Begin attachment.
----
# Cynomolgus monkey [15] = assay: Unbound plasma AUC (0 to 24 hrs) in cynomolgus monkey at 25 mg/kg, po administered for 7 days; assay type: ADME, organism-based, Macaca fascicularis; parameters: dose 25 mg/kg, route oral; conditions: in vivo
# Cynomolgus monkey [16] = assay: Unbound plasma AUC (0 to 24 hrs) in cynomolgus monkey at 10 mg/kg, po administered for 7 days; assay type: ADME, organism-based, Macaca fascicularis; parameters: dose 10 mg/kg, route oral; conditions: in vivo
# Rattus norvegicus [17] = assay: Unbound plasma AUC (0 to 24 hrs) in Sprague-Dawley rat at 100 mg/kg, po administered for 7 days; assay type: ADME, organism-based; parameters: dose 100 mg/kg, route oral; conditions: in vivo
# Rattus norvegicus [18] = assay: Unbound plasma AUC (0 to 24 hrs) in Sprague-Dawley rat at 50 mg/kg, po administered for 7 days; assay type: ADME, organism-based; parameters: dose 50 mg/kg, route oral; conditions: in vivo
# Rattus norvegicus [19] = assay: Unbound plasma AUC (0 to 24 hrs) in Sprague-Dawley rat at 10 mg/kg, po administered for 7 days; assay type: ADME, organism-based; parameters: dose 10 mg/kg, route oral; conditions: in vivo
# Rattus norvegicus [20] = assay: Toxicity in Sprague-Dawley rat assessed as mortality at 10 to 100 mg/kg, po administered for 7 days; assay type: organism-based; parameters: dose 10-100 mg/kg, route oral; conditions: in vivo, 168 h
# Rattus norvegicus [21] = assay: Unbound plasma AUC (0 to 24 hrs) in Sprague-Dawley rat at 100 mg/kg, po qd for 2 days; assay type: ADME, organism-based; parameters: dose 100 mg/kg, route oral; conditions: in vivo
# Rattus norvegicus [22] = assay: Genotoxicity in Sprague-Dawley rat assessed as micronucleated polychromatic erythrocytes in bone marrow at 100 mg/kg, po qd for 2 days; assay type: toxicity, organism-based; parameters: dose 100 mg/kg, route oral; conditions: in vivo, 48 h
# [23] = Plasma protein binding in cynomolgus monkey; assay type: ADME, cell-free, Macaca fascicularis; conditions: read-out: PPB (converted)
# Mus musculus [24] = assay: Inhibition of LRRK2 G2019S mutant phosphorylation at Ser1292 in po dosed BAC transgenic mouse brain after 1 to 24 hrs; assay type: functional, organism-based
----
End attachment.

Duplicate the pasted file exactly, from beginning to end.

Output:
# Cynomolgus monkey [15] = assay: Unbound plasma AUC (0 to 24 hrs) in cynomolgus monkey at 25 mg/kg, po administered for 7 days; assay type: ADME, organism-based, Macaca fascicularis; parameters: dose 25 mg/kg, route oral; conditions: in vivo
# Cynomolgus monkey [16] = assay: Unbound plasma AUC (0 to 24 hrs) in cynomolgus monkey at 10 mg/kg, po administered for 7 days; assay type: ADME, organism-based, Macaca fascicularis; parameters: dose 10 mg/kg, route oral; conditions: in vivo
# Rattus norvegicus [17] = assay: Unbound plasma AUC (0 to 24 hrs) in Sprague-Dawley rat at 100 mg/kg, po administered for 7 days; assay type: ADME, organism-based; parameters: dose 100 mg/kg, route oral; conditions: in vivo
# Rattus norvegicus [18] = assay: Unbound plasma AUC (0 to 24 hrs) in Sprague-Dawley rat at 50 mg/kg, po administered for 7 days; assay type: ADME, organism-based; parameters: dose 50 mg/kg, route oral; conditions: in vivo
# Rattus norvegicus [19] = assay: Unbound plasma AUC (0 to 24 hrs) in Sprague-Dawley rat at 10 mg/kg, po administered for 7 days; assay type: ADME, organism-based; parameters: dose 10 mg/kg, route oral; conditions: in vivo
# Rattus norvegicus [20] = assay: Toxicity in Sprague-Dawley rat assessed as mortality at 10 to 100 mg/kg, po administered for 7 days; assay type: organism-based; parameters: dose 10-100 mg/kg, route oral; conditions: in vivo, 168 h
# Rattus norvegicus [21] = assay: Unbound plasma AUC (0 to 24 hrs) in Sprague-Dawley rat at 100 mg/kg, po qd for 2 days; assay type: ADME, organism-based; parameters: dose 100 mg/kg, route oral; conditions: in vivo
# Rattus norvegicus [22] = assay: Genotoxicity in Sprague-Dawley rat assessed as micronucleated polychromatic erythrocytes in bone marrow at 100 mg/kg, po qd for 2 days; assay type: toxicity, organism-based; parameters: dose 100 mg/kg, route oral; conditions: in vivo, 48 h
# [23] = Plasma protein binding in cynomolgus monkey; assay type: ADME, cell-free, Macaca fascicularis; conditions: read-out: PPB (converted)
# Mus musculus [24] = assay: Inhibition of LRRK2 G2019S mutant phosphorylation at Ser1292 in po dosed BAC transgenic mouse brain after 1 to 24 hrs; assay type: functional, organism-based